Accident in a Public Place*

Swimming Pool Accident and Illness Claims*

Swimming pool accidents* and illnesses can happen as a result of substandard swimming pools. Injuries and illness are often caused by the negligence of the owner or manager of the swimming pool. It is often the case that children sustain injuries as a result of a swimming pool accident* but it is important to note that these accidents can happen to anybody.

Tell Us About Your Case

Various Pool Locations

The most common accidents are a slip and fall while at a local gym, leisure centre, aqua centre or swimming pool. If an accident occurred in a hotel then the owner of the hotel may be liable. It is important to note that water park accidents* are also part of this category.

Who is Liable?

Before you go about making a claim for a swimming pool accident * you will first need to determine who was liable for the cause of the accident. This will help to speed up the process and avoid delays along the way. It is important to note that if the injured had a part in the cause of the accident, through contributory negligence, they may not be entitled to make a claim. In order to proceed, you will need to ensure that the accident was caused as a result of the negligence of another person. In most cases, it is the owner or operator of the swimming pool or waterpark who will be responsible for the accident or illness. They have a duty of care to ensure the health and safety of all customers, visitors and staff. A breach in this duty of care could lead to an accident which they will be responsible for. If the accident was caused by negligence you should gather as much evidence as possible to confirm that this was the actual cause of your injuries or illness.

Injuries can also be sustained as a result of the negligence of another visitor to the swimming pool. If this was the case, then they will be found liable for the cause of the accident. Members of the public also have a duty of care and responsibility for the health and safety of both themselves and those around them.

Common Injuries and Illnesses

Injuries and illnesses sustained in swimming pool accident and illness claims include:

Common Causes

Causes of swimming pool accidents and illness include:

  • Damaged tiling
  • Wet floors 
  • Faulty drainage and filtration system
  • Too much chlorine or disinfectant
  • Lack of signage for wet floors and pool depth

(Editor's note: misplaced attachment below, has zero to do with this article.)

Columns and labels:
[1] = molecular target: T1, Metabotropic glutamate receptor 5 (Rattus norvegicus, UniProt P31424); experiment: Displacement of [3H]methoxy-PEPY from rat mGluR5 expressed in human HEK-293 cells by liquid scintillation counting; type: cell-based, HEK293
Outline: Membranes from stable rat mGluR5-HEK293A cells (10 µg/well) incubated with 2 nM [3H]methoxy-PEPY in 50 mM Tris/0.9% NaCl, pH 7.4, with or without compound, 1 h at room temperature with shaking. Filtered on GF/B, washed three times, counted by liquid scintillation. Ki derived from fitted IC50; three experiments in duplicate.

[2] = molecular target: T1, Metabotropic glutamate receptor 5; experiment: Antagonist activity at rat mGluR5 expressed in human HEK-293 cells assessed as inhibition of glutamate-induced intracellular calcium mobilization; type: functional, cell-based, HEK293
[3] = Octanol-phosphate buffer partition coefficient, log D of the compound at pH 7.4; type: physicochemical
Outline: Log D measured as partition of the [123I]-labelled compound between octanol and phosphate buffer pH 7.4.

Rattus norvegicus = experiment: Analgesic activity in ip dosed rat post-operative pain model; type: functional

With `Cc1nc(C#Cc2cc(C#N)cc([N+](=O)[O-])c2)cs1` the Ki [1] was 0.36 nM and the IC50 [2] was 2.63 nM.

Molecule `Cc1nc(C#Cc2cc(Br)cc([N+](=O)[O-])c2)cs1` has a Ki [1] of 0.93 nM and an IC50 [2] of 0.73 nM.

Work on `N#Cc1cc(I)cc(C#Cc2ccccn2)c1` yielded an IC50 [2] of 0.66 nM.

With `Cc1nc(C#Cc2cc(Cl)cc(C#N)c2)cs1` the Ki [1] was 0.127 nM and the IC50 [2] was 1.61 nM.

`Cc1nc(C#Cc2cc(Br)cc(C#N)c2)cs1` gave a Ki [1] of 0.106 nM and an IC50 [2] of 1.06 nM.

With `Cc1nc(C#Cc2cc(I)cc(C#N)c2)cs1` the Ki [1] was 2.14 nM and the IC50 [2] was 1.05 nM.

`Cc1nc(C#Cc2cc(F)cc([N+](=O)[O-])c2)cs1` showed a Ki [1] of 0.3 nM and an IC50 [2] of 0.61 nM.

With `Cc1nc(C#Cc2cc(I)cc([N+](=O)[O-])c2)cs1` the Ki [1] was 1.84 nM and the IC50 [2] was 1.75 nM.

• Damaged equipment such as ladders
  • Lack of supervision and untrained employees
  • Poor maintenance
  • Inadequate lighting 
  • Lack of safety equipment such as life rings

Unhygienic Swimming Pools

Whether it be on holidays, in a hotel or in the gym swimming pool, unhygienic swimming pools can cause people to contract an illness. Some of the reasons why a pool may be deemed unhygienic are:

  • Incorrect chlorine levels
  • Defective or broken water filtrations systems

These can lead to contamination of the water. The onus lies on the owner of the property to ensure that their swimming pools are safe and free from contamination.

How to Prevent Swimming Pool Accidents

There are a number of ways in which an accident in a swimming pool can be prevented and avoided. There are certain steps that the operator of the pool can take.

Training

All employees and lifeguards should be properly trained as this will reduce the risk of injury and illness. If staff know what to do if something goes wrong it will lower the chance of long-term injuries being sustained. This training will ensure the health and safety of all visitors, employees and customers.

Swimming Lessons

It is important that swimming lessons are provided for those who are not confident swimmers. This may reduce the risk of an accident or injury as they will be taught how to swim and what to do if an accident occurs.

Control Access

Access to the pool should be controlled so that spectators cannot gain access to the pool at any stage. This will reduce the chances of a child running into the pool area and slipping which may lead to injury. There should be barriers put in place that are high enough to stop people climbing over them. There should also be a gate which can be locked in the case that the pool is not being used.

Clear Signage